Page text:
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Topic: Subsidized Flights Debated
Username: Yanksn4
Posted 2005-02-14 01:24:12 and read 1521 times.

Subsidized Virgin Islands Flights Debated

The government in this U.S. territory is coming under criticism for agreeing to subsidize American Eagle flights between two islands, with senators asking how the cash-strapped administration will pay for the initiative.

Lt. Gov. Vargrave Richards signed the deal with American Eagle in November, agreeing the government would buy up to 42 unsold seats per flight between St. Thomas and St. Croix, according to a copy of the contract obtained by The Associated Press.

Roundtrip tickets cost about $75, and the deal could cost the government $1.3 million before the contract expires May 1. The flights started in December.

The Senate passed a motion Friday demanding that Richards explain how the administration will pay for the subsidies while grappling with a $1 billion debt, which has made it difficult for the government to pay promised raises to its employees and fund projects in recent years.

"We want to know where this money came from because we didn't appropriate any money for these flights in the budget," said Senate Majority Leader Celestino A. White.

Richards said the flight would boost tourism in St. Croix, the largest and poorest of the Caribbean territory's three islands. He said financing for the subsidies would come from a special fund for island development.

Although the U.S. Virgin Islands received almost 2 million cruise ship passengers last year, few ships landed in St. Croix. Most ships arrive in the capital of Charlotte Amalie in St. Thomas. Passengers frequently take 20-minute ferries to tiny St. John, but rarely bother to check out St. Croix, which has pristine beaches and coral reefs but lies about 20 miles from St. Thomas.

Richards also said the flight would encourage business and government travel to St. Croix. He claimed the deal with American Eagle is necessary because demand supersedes available flights.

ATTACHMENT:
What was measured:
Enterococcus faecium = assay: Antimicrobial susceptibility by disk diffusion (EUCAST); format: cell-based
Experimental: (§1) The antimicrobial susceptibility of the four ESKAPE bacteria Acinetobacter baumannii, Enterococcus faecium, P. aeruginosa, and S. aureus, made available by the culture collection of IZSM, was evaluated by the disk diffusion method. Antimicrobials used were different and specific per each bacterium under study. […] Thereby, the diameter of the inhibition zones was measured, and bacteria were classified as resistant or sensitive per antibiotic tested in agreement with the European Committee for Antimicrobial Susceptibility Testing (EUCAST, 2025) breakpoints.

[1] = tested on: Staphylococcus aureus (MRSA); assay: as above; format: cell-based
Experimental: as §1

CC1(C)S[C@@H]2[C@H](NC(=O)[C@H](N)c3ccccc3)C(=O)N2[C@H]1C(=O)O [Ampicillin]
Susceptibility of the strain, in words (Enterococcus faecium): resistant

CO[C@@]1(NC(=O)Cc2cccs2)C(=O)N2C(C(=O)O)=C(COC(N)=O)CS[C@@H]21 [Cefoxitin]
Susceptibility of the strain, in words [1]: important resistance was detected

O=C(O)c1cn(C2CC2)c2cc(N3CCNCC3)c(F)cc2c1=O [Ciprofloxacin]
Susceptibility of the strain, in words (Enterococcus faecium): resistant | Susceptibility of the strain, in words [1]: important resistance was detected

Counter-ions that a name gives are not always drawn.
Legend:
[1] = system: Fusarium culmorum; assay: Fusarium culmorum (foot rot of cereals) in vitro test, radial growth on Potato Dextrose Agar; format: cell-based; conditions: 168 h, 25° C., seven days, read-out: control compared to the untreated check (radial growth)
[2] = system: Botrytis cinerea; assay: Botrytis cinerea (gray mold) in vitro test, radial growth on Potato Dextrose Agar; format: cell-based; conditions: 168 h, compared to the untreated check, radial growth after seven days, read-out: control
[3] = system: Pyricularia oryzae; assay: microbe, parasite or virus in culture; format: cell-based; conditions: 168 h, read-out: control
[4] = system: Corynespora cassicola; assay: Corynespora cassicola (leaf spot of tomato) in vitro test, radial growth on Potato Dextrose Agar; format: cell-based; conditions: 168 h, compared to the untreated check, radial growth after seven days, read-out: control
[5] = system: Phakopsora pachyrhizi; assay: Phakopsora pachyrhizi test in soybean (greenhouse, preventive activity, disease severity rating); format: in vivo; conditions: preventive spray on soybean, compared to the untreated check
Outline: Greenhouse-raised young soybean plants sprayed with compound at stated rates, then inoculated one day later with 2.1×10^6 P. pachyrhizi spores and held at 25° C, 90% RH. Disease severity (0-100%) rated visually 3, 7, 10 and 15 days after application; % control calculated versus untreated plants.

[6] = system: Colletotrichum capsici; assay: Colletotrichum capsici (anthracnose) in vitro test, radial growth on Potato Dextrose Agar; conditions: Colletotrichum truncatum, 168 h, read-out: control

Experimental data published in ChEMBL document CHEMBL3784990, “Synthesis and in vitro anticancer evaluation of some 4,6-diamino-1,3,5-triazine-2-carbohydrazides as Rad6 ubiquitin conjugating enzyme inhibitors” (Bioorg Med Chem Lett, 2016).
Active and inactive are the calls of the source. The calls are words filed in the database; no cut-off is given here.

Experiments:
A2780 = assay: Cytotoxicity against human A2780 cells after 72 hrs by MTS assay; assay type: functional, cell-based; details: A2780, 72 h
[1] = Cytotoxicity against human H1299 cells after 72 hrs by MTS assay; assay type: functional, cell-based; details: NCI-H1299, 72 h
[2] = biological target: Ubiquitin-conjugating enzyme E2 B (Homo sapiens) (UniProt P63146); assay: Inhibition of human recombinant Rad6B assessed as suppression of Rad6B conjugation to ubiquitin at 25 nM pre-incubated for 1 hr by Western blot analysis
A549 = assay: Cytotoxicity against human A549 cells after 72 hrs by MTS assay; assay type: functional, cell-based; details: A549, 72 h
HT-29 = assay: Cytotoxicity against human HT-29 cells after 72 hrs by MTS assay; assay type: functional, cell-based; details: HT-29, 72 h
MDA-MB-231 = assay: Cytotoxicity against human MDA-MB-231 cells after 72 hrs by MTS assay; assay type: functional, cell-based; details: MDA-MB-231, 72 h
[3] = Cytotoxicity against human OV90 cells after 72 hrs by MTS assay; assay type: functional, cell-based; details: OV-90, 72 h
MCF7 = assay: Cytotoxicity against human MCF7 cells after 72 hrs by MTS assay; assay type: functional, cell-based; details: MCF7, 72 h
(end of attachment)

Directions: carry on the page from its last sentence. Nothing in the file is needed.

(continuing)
But officials from another airline, Hynannis, Mass.-based Cape Air, said its seven daily flights from St. Thomas to St. Croix average about 55 percent of capacity. Cape Air spokeswoman Michelle Haynes said the subsidies for American Eagle seemed unfair.

"We're not looking for any kind of subsidy, but don't tilt the playing field," she said. "I'm puzzled."

Officials at American Eagle, part of Fort Worth, Texas-based AMR Corp., have declined requests for comment.

Shared risk contracts are common in the Caribbean, where governments often try to discourage airlines from pulling out during the non-peak seasons, said Robert Mann, the president of R.W. Mann and Company, Inc., a Port Washington, N.Y.-based airline consulting firm.

Topic: RE: Subsidized Flights Debated
Username: DeltaGuy
Posted 2005-02-14 02:25:07 and read 1493 times.

agreeing the government would buy up to 42 unsold seats per flight

Since this is AA Eagle, wouldn't 42 seats be more seats than they have on their ERJ's, and 2/3 of what's on their CRJ's? If so...looks like the government owns alot of seats!


Topic: RE: Subsidized Flights Debated
Username: SprxUSA
Posted 2005-02-14 02:42:21 and read 1471 times.

But these are ATR flights, with I think 70 seats. I believe they are the -72s.

I say some of the $$ should come from the hotels and assorted other businesses expected to revel in the additional tourists these flights are allegedly going to bring in.

Topic: RE: Subsidized Flights Debated
Username: DAL767400ER
Posted 2005-02-14 10:56:29 and read 1402 times.

According to their schedules AA has 3 daily AT7s on this route, so they offer some 210 seats, so it's not that many seats, but still a waste of money. It's also understandable that Cape Air is more than unhappy with this.

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